Google to scan special books
Vienna - Austria's national library said on Tuesday it had struck a €30m deal with US internet giant Google to digitise 400 000 copyright-free books, a vast collection spanning 400 years of European history.
The head of the ONB library, Johanna Rachinger, hailed what she called an "important step," saying at a news conference that "there are few projects on such a scale elsewhere in Europe."
The Austrian library project concerns one of the world's five biggest collections of 16th- to 19th century literature, totalling about 120 million pages, the ONB said in a statement.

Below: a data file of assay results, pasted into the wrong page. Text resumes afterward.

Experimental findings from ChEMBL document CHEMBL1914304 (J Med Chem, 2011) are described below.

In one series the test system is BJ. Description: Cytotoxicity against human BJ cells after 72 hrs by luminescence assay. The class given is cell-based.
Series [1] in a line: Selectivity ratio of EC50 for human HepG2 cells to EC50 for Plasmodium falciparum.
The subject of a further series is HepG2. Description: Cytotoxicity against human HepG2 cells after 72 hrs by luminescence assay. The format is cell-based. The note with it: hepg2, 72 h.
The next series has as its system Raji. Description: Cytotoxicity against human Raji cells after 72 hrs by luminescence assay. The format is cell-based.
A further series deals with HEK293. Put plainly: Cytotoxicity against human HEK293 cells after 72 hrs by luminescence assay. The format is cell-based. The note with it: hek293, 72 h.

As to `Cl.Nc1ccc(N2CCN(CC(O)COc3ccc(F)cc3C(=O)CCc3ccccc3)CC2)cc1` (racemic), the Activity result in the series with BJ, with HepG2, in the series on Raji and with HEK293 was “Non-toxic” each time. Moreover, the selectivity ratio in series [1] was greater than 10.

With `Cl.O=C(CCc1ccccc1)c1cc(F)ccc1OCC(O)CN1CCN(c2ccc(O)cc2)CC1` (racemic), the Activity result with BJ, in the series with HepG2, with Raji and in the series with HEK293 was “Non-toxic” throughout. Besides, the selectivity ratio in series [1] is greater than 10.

Under the deal, Google will cover the costs of digitising the collection - set at around €50 to €100 per book - a sum the library says it was unable to raise without external funding.
The ONB will pay to prepare the books for scanning, store the book data, and provide public access to it.
Scanning work is to begin in Bavaria in southern Germany in 2011 and is expected to last about six years.
Google has been scanning millions of books to create a digital library and electronic bookstore but the project has been dogged by controversy because of copyright, anti-trust and privacy issues.
Google has so far digitised about 12 million books, drawn from more than 40 libraries including those of Stanford and Harvard universities, with a similar deal struck with Rome and Florence universities in Italy in March.